Then in looking at the pattern, I realize that the pattern seems to indicate a lot of rows of decreases yet to come, with hardly any more rows in which to accomplish them. Dang pattern!!! But doubt creeps in. I’d found the knit-a-long thread on Ravelry and no errata were mentioned, and the designer is even there. The pattern is a pdf download that can be corrected quickly and easily.
With a bit of dread in my knitter’s heart, I go back to the pattern, and realize that doing decreases “every RS row 6 times” is not the same as decreasing “every 6 rows 6 times.”
And yes, those decreases started 7 inches back, just about to where those sleeves and body got connected. All the knitting I’d done during the Republican convention (yep, I’m blaming this on the RNC, why not?) had to be ripped out and done over. This is the biggest knitting mistake I’ve made in a couple of years.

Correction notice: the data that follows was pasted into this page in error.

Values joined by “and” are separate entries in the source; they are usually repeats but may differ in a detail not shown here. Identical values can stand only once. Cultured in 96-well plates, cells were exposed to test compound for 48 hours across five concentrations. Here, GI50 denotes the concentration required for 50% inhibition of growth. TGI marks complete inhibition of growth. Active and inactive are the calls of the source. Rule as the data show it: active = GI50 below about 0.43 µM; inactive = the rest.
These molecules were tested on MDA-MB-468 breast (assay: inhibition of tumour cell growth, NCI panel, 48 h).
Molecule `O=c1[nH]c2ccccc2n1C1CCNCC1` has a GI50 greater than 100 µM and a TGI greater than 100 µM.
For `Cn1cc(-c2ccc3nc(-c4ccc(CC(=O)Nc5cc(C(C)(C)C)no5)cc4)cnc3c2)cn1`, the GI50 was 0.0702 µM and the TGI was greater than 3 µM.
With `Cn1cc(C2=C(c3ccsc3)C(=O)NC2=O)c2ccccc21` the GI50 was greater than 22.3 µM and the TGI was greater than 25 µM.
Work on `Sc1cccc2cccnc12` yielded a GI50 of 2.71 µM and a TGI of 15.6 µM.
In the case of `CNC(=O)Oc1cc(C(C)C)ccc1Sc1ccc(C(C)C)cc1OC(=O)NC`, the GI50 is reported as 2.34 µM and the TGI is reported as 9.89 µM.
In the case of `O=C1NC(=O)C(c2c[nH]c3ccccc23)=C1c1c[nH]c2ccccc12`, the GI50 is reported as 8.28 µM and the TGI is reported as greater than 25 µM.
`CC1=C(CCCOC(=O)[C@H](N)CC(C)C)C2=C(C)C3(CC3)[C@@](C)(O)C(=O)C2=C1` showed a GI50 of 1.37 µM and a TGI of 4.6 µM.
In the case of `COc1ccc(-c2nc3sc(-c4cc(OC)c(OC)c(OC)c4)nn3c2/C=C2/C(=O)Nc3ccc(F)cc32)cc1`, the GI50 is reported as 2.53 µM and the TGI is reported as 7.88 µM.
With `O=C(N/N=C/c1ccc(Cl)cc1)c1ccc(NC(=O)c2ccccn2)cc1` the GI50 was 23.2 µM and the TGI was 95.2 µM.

So, with denial over, I ripped it out and am about 1/2 back up the yoke. Yes, it looks better and more like the pattern.
I made this lovely multidirectional scarf in the time when I was trying to come to terms with my brother’s death: I love the pattern and the yarn (Denali sock yarn by Pagewood Farms — by the lovely Robin Page):
But I had yarn leftover, and yarn this good should not be left alone. So, since it was sock yarn, I sensibly started a toe of a sock:
I love this toe. It’s a variation of a sock recipe by Merike Saarnit, who has not published it to my knowledge. My variation incorporates Judy’s magic cast-on for a completely invisible toe.